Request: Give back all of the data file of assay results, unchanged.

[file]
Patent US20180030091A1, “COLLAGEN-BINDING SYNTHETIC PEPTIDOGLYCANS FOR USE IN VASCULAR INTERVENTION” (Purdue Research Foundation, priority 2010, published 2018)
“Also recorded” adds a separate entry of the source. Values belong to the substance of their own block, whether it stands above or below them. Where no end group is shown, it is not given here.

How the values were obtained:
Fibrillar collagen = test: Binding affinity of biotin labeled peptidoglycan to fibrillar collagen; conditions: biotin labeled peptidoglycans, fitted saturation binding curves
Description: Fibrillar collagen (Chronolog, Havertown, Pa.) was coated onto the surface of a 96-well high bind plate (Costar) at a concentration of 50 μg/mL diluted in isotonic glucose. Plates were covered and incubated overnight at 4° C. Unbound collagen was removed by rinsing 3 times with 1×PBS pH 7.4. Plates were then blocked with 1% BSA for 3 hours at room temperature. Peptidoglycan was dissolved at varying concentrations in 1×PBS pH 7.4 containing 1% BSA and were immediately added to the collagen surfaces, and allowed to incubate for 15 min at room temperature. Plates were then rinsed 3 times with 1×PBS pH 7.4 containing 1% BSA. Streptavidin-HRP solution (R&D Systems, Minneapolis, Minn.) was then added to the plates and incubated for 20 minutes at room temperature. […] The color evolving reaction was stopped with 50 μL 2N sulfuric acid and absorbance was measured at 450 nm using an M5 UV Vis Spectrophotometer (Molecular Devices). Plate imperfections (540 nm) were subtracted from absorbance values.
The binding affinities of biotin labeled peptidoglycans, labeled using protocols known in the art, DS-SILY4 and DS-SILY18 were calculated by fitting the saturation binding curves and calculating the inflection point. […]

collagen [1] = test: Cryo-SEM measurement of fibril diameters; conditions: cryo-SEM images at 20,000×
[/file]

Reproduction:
Patent US20180030091A1, “COLLAGEN-BINDING SYNTHETIC PEPTIDOGLYCANS FOR USE IN VASCULAR INTERVENTION” (Purdue Research Foundation, priority 2010, published 2018)
“Also recorded” adds a separate entry of the source. Values belong to the substance of their own block, whether it stands above or below them. Where no end group is shown, it is not given here.

How the values were obtained:
Fibrillar collagen = test: Binding affinity of biotin labeled peptidoglycan to fibrillar collagen; conditions: biotin labeled peptidoglycans, fitted saturation binding curves
Description: Fibrillar collagen (Chronolog, Havertown, Pa.) was coated onto the surface of a 96-well high bind plate (Costar) at a concentration of 50 μg/mL diluted in isotonic glucose. Plates were covered and incubated overnight at 4° C. Unbound collagen was removed by rinsing 3 times with 1×PBS pH 7.4. Plates were then blocked with 1% BSA for 3 hours at room temperature. Peptidoglycan was dissolved at varying concentrations in 1×PBS pH 7.4 containing 1% BSA and were immediately added to the collagen surfaces, and allowed to incubate for 15 min at room temperature. Plates were then rinsed 3 times with 1×PBS pH 7.4 containing 1% BSA. Streptavidin-HRP solution (R&D Systems, Minneapolis, Minn.) was then added to the plates and incubated for 20 minutes at room temperature. […] The color evolving reaction was stopped with 50 μL 2N sulfuric acid and absorbance was measured at 450 nm using an M5 UV Vis Spectrophotometer (Molecular Devices). Plate imperfections (540 nm) were subtracted from absorbance values.
The binding affinities of biotin labeled peptidoglycans, labeled using protocols known in the art, DS-SILY4 and DS-SILY18 were calculated by fitting the saturation binding curves and calculating the inflection point. […]

collagen [1] = test: Cryo-SEM measurement of fibril diameters; conditions: cryo-SEM images at 20,000×